In May this year the French-U.S. joint venture CFM International delivered the 25,000th example of its CFM56 turbofan, which powers Boeing Next-Generation 737s and the Airbus single-aisle family. Last month the 10,000th CFM56-7B for the 737 family was delivered, while next month deliveries of CFM56-5s for Airbus will pass 8,500. As well as these two influential single-aisle aircraft lines, the CFM56 also powers the Airbus A340-200/300.
With initial running of the new Leap-1 engine on schedule in September, CFM International (CFMI) has embarked on an “unprecedented” level of testing that should involve 20 developmental units by the end of next year and seven of the remaining eight planned examples before 2016 (when a final powerplant will take part in a short exercise–possibly a Leap-1C blade-out check).
Engine manufacturer CFM International reports that the Leap series of turbofans under development for the new Airbus A320neo, Boeing 737 Max and Comac C919 narrowbodies is performing as planned since full engine testing began last month. “I’m proud and really happy to tell you that the engine is running smoothly,” Chaker Chahrour, CFM executive vice president, told reporters in a teleconference on October 16. “This engine wants to run.”
CFM International—the 50-50 joint venture between GE and France’s Snecma—has started testing the first full Leap turbofan engine, the company announced Friday. The Leap-1A—one of the powerplant choices for the Airbus A320neo—fired for the first time on September 4, two days ahead of schedule.
As predicted, most airliner makers went home from last week’s Paris Air Show with yet longer backlogs of orders. Factoring in all the provisional sales (those covered by options, letters of intent or a memorandum of understanding), manufacturers announced something like $170 billion in new aircraft and engine business at Le Bourget.
Parker Aerospace and China Aviation Industry Corporation (AVIC) held a contract-signing ceremony just ahead of the Paris Air Show to form two joint venture companies in support of Comac’s new C919 program.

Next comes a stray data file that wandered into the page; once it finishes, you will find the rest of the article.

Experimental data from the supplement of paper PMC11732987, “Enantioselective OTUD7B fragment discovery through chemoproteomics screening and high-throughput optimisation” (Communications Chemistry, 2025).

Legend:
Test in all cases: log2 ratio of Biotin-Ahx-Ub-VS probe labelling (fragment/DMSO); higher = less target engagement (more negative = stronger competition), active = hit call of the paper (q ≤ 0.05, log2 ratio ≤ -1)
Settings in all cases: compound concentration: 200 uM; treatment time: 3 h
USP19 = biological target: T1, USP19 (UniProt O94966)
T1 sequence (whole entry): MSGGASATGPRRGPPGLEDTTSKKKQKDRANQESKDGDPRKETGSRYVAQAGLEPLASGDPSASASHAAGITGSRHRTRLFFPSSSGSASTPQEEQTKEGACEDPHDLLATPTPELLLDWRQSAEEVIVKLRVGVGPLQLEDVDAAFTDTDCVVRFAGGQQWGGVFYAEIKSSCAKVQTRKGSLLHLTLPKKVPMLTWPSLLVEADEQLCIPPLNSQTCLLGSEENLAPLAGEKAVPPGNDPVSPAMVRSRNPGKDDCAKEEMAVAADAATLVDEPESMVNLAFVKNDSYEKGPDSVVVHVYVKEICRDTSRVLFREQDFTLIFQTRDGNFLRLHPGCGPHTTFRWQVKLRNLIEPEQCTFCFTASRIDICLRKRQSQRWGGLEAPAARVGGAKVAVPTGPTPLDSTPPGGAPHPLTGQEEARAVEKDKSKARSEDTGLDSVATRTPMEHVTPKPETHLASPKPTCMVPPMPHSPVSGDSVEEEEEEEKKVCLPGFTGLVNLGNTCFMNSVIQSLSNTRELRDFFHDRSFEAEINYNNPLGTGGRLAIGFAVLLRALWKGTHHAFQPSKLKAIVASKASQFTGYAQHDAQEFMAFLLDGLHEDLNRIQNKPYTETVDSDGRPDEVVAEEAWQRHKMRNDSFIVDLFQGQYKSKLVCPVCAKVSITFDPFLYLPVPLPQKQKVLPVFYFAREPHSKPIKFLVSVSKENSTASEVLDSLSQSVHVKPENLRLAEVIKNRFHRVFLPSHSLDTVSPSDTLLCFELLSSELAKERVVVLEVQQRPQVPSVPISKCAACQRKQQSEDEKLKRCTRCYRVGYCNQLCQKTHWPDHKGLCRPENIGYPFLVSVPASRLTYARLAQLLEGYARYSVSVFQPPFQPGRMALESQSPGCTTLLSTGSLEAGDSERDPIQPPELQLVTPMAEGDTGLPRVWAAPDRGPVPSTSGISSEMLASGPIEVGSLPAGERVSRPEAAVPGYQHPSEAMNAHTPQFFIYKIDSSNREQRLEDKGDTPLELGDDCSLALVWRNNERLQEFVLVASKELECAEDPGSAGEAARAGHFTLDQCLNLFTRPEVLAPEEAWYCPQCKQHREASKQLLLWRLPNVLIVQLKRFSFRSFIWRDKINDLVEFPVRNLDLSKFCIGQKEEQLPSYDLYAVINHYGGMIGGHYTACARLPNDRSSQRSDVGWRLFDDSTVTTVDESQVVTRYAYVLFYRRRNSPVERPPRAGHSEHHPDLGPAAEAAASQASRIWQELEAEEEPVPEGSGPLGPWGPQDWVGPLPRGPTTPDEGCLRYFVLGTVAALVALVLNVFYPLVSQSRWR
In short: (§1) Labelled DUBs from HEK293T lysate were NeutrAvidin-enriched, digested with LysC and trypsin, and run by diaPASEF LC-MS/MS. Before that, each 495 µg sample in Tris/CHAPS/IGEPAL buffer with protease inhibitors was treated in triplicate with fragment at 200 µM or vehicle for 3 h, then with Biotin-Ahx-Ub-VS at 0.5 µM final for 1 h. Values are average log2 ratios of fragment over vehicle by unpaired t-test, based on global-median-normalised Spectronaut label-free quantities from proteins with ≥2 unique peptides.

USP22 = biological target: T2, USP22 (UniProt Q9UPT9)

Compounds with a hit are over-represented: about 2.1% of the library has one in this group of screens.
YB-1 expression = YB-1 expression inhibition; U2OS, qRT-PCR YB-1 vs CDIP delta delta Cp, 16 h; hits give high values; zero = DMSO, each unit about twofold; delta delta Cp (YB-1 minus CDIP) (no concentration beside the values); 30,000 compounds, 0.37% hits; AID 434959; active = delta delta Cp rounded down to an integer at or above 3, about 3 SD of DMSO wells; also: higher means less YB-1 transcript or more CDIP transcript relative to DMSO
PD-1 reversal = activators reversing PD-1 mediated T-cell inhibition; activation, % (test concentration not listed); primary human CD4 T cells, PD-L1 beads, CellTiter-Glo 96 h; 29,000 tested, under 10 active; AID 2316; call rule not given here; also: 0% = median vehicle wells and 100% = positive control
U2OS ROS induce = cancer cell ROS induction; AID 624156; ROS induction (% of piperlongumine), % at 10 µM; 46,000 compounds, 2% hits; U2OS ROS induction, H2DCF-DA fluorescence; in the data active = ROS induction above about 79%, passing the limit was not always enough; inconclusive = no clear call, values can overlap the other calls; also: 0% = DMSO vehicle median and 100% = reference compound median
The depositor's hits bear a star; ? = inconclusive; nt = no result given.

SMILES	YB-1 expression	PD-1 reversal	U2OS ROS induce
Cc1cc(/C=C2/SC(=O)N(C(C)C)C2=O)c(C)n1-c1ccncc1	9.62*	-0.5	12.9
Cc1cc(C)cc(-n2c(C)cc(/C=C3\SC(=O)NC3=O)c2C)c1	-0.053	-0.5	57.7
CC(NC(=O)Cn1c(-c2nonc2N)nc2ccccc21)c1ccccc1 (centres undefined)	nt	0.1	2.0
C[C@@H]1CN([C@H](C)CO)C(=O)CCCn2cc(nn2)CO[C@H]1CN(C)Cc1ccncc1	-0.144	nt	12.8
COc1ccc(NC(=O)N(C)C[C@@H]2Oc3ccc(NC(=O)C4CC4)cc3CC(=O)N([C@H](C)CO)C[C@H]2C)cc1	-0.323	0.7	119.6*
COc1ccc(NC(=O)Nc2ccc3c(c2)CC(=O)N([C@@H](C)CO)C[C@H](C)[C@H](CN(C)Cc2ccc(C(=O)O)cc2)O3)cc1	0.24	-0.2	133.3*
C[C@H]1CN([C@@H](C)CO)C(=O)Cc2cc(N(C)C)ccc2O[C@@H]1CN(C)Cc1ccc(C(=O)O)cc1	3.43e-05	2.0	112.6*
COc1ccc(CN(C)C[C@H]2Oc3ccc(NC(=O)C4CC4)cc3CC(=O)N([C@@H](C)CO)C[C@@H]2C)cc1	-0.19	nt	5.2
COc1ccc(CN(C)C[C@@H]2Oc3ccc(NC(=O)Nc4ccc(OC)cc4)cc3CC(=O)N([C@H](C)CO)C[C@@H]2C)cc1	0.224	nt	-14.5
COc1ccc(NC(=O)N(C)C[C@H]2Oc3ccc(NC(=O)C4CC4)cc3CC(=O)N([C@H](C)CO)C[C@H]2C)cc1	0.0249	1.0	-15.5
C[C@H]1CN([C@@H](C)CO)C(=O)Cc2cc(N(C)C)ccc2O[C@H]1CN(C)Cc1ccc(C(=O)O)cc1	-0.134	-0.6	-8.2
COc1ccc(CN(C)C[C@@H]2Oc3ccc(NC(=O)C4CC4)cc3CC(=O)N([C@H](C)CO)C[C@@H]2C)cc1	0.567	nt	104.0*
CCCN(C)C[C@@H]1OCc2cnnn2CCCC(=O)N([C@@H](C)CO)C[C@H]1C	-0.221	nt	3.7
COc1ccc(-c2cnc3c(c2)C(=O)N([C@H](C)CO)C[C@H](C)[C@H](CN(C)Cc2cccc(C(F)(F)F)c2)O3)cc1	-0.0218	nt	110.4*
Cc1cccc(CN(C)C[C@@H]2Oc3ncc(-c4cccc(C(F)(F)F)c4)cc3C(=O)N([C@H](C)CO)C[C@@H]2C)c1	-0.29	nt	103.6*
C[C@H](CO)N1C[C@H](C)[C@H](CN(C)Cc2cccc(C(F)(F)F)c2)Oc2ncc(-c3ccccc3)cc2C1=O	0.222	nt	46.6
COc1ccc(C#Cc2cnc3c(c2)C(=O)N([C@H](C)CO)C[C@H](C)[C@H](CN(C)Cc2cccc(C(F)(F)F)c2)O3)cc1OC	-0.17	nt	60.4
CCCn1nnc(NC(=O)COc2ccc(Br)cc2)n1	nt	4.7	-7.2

Aircraft propulsion and actuation systems supplier Woodward is nearly doubling its manufacturing footprint in Rockford, Illinois, reflecting the increased content the company has won on new narrowbody aircraft and derivatives.
The 10th China International Aviation and Aerospace Exhibition–popularly known as Airshow China–will be held in Zhuhai, Guandong from Nov. 11-16, 2014. Started in 1996 as the Zhuhai Airshow, it has since been held biennially. It is the only international aerospace trade show in China with a flying display that is endorsed by the State Council in Beijing.
A recent Boeing study predicted a demand for up to 23,000 single-aisle airliners over the next 20 years. For the three engine manufacturers involved in the seven single-aisle aircraft currently in development, the business case for developing all-new engines to power them has been more than justified.
On May 2, CFM International froze the design for the Leap-1B engine that is to power Boeing’s 737Max narrowbody and, eventually, the Boeing Business Jets derived from the airliner. The engine manufacturer, which is a joint venture between Snecma and GE, has said it on track to achieve the first full engine test in mid-2014, followed by initial flight testing in 2015 and powerplant certification in 2016. The 737Max is due to enter service in 2017.